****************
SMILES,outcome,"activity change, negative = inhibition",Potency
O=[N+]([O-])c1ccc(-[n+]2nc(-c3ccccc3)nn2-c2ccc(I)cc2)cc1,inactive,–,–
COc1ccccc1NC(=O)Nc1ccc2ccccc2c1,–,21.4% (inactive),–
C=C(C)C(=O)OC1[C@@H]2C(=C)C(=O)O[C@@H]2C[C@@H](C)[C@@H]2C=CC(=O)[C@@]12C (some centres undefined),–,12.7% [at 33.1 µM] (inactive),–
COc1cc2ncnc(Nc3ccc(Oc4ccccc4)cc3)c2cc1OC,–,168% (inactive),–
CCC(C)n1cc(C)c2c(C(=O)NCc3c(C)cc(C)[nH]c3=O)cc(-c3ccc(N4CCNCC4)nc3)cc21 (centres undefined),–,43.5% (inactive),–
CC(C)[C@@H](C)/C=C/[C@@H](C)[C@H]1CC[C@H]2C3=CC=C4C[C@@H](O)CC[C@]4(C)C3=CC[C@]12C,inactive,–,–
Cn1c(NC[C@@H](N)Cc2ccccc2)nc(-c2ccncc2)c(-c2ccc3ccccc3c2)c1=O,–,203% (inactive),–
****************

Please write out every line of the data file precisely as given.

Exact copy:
SMILES,outcome,"activity change, negative = inhibition",Potency
O=[N+]([O-])c1ccc(-[n+]2nc(-c3ccccc3)nn2-c2ccc(I)cc2)cc1,inactive,–,–
COc1ccccc1NC(=O)Nc1ccc2ccccc2c1,–,21.4% (inactive),–
C=C(C)C(=O)OC1[C@@H]2C(=C)C(=O)O[C@@H]2C[C@@H](C)[C@@H]2C=CC(=O)[C@@]12C (some centres undefined),–,12.7% [at 33.1 µM] (inactive),–
COc1cc2ncnc(Nc3ccc(Oc4ccccc4)cc3)c2cc1OC,–,168% (inactive),–
CCC(C)n1cc(C)c2c(C(=O)NCc3c(C)cc(C)[nH]c3=O)cc(-c3ccc(N4CCNCC4)nc3)cc21 (centres undefined),–,43.5% (inactive),–
CC(C)[C@@H](C)/C=C/[C@@H](C)[C@H]1CC[C@H]2C3=CC=C4C[C@@H](O)CC[C@]4(C)C3=CC[C@]12C,inactive,–,–
Cn1c(NC[C@@H](N)Cc2ccccc2)nc(-c2ccncc2)c(-c2ccc3ccccc3c2)c1=O,–,203% (inactive),–